Property and insurance
Employers are required to have employers’ liability insurance and should tell their insurers that they have employees working from home. Employers may also want to check that their business insurance covers their property when in employees’ home (for example laptops provided to support homeworking). If employees have home insurance or a mortgage, they should be advised to tell their insurer or lender that they are working from home in case it affects their cover.
Health and safety
Employers have duties relating to the health and safety of employees, this includes mental and physical health, which apply even if they are working from their own home. If employers are putting in place more permanent homeworking or hybrid working arrangements, it is likely that they will need to revisit any health and safety risk assessments that were carried out as part of homeworking during the COVD-19 outbreak, as different considerations will apply where homeworking is being allowed on a permanent basis compared to a temporary one.
Employers will also need to address health and safety issues in the context of homeworking and hybrid working including providing appropriate first aid provisions and supplies; ensuring there is a reporting procedure for accidents wherever they occur, and making sure that all workstations meet the requirements laid down.
Data protection and security
As an employer, you have a duty under data protection legislation to use appropriate measures to ensure the security of personal data and to protect it from unauthorised processing and loss. This applies to personal data in an employee’s home. Employers should also carry out a data privacy impact assessment. Some of the measures that you may decide to take to protect personal data include:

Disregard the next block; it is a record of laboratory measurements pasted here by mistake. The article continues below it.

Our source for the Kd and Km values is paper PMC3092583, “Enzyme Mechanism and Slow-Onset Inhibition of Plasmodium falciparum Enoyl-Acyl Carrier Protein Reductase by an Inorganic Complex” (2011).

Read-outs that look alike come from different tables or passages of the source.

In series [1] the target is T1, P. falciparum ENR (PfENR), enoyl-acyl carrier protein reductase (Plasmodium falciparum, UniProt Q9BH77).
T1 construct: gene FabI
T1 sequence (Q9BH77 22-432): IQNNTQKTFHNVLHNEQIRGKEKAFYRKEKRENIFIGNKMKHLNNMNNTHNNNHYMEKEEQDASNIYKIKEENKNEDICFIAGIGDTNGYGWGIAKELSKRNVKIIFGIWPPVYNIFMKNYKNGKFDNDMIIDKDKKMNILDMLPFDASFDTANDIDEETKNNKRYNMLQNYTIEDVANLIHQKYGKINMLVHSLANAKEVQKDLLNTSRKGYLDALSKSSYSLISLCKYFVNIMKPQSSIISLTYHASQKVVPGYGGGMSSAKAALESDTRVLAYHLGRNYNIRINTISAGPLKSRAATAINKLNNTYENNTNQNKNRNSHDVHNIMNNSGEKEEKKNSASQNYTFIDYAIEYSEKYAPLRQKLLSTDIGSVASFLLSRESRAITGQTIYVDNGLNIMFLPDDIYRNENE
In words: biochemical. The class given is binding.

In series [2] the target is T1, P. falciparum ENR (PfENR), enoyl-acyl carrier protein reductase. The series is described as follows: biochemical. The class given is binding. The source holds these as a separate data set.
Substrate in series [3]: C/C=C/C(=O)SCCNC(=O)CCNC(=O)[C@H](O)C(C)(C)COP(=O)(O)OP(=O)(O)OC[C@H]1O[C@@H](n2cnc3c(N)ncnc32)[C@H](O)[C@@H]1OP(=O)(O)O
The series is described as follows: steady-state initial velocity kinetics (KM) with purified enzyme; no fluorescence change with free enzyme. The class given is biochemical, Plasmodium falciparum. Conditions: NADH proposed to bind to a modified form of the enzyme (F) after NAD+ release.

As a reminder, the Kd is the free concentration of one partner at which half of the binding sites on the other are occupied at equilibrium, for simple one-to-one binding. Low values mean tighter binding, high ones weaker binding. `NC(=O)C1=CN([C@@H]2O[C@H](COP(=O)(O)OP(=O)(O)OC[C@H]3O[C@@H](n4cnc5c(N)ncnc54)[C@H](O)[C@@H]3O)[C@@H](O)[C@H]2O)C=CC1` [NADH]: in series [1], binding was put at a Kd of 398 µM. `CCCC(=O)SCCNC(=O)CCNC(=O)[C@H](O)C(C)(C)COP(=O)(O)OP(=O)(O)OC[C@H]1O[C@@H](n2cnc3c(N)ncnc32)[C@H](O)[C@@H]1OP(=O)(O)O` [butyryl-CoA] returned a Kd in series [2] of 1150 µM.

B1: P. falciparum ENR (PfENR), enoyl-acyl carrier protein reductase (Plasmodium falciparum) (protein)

- Ensure that only the employee has access to personal data on the device and that other members of the household do not have access. In practice, the best approach is for the employer to provide the device.
- Encrypt the device or permit the employee to password protect personal information.
- Centrally control updates to software, security, password changes and the capacity to wipe the device remotely.
- Apply rules on the proper disposal of paper-based records, for example shredding.
- Provide guidance and training on the procedures to be followed and what is, and is not, an authorised use of personal data.
There are many points to consider when formally implementing hybrid working. If you have any questions on the points raised in this article or would like assistance with updating employment contracts and policies/ procedures, please contact us at [email protected].
We always recommend that you seek advice from a suitably qualified adviser before taking any action. The information in this article only serves as a guide and no responsibility for loss occasioned by any person acting or refraining from action as a result of this material can be accepted by the authors or the firm.